Deputies Fired Over Florida School Shooting To Be Reinstated With Back Pay

A judge in Florida ruled that two Broward County deputies who were fired for inaction during the 2018 mass shooting at Marjory Stoneman Douglas High School in Parkland must be reinstated with back pay.

The ruling by Broward Circuit Judge Keathan Frink upholds decisions made last year by arbitrators who determined that the firings were unlawful because officials took long to punish the two deputies.

Under Florida law, officials have 180 days after the competition of an investigation to discipline officers. Broward Sheriff Gregory Tony decided to fire Joshua Stambaugh 13 days after the deadline. Brian Miller was dismissed two days after the deadline had passed.

In addition to back pay, the officers will also receive accrued sick and vacation time, plus overtime and off-duty detail pay, which they would have earned in the time since they were terminated.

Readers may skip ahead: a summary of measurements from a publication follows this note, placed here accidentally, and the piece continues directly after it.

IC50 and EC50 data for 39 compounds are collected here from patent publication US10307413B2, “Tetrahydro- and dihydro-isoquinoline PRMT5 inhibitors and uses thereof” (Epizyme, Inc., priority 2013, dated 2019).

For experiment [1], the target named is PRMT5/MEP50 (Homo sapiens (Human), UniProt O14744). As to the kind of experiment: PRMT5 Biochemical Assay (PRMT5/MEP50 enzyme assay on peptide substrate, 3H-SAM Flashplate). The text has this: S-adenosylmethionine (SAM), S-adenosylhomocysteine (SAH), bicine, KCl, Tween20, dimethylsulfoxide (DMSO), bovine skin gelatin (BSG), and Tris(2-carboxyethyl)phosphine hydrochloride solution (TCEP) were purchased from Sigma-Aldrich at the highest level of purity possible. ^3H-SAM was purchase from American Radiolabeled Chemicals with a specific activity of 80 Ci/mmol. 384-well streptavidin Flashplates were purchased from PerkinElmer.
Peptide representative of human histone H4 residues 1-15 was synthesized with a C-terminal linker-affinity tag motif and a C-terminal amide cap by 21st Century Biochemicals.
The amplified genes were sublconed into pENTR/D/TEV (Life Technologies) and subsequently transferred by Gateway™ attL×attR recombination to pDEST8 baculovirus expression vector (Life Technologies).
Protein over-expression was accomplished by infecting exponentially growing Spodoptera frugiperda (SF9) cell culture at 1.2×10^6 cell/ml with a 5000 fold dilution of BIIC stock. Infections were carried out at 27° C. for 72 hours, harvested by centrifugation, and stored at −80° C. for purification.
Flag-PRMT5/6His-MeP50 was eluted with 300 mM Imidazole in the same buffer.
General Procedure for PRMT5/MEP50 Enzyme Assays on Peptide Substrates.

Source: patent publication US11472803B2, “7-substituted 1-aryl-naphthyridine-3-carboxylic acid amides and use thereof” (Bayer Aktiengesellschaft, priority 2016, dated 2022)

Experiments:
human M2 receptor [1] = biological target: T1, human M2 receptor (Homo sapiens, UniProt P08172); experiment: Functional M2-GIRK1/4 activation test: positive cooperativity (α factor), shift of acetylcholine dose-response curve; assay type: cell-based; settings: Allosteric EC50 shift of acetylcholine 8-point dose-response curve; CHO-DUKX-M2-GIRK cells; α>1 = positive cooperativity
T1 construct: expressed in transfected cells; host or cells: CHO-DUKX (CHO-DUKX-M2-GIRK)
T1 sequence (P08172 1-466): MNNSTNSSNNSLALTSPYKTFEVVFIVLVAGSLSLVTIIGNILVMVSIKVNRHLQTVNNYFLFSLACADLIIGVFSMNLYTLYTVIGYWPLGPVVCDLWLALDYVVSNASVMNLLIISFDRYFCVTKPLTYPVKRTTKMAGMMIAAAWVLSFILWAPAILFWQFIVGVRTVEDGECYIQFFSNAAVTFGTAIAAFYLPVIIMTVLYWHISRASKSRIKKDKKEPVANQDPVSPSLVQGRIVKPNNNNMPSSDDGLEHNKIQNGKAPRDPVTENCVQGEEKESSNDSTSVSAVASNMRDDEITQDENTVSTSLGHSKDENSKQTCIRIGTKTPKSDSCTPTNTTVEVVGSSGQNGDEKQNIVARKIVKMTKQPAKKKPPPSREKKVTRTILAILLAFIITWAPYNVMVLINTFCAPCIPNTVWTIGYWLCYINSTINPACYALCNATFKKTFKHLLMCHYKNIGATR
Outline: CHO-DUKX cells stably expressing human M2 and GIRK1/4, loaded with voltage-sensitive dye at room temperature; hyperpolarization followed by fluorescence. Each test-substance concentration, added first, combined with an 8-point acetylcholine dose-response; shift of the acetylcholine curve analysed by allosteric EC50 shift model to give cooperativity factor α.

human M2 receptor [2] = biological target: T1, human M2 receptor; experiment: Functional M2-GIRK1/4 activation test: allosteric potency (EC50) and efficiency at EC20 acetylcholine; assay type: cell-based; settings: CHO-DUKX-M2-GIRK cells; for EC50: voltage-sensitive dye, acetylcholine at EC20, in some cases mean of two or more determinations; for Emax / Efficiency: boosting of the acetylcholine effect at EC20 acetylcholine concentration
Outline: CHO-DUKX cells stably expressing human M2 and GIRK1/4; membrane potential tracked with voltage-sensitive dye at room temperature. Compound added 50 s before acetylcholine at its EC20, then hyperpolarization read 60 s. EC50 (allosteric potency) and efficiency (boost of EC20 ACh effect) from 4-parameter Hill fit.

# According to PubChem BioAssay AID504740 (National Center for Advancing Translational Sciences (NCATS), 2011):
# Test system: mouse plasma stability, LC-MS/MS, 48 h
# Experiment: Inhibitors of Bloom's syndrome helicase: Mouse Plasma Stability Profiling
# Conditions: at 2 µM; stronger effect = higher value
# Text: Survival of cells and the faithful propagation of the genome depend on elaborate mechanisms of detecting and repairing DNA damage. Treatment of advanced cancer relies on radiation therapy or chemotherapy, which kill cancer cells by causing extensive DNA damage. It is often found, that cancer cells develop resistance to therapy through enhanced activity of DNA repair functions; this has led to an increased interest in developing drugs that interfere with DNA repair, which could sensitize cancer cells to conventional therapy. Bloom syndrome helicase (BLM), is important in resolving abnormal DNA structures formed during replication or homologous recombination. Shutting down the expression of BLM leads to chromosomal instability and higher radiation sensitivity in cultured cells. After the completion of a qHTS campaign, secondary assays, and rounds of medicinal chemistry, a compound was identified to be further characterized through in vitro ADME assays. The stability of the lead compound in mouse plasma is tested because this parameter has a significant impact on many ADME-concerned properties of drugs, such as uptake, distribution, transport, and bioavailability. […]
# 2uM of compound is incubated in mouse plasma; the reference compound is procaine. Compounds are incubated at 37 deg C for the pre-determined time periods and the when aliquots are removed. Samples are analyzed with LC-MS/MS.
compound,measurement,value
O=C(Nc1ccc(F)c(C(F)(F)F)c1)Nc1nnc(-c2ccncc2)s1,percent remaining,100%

The Sherrif's Office blasted the decision to reinstate the officers but did not say if they would file an appeal.

There were no victors on February 14, 2018, at Marjory Stoneman Douglas High School when Miller and Stambaugh failed to do their jobs, and it is [the Broward Sheriff's Office's] belief that the deputies do not deserve their jobs back," the Broward Sheriff's Office's general counsel said in a statement.

"The union's claimed 'victory' fails to acknowledge that the union fought desperately to prevent the arbitrator from hearing the facts that justified the termination of these deputies, and that this 'victory' was the result of a procedural technicality, which the Sheriff's Office maintains was wrongly decided."

A third case involving the dismissal of deputy Edward Eason is still ongoing.

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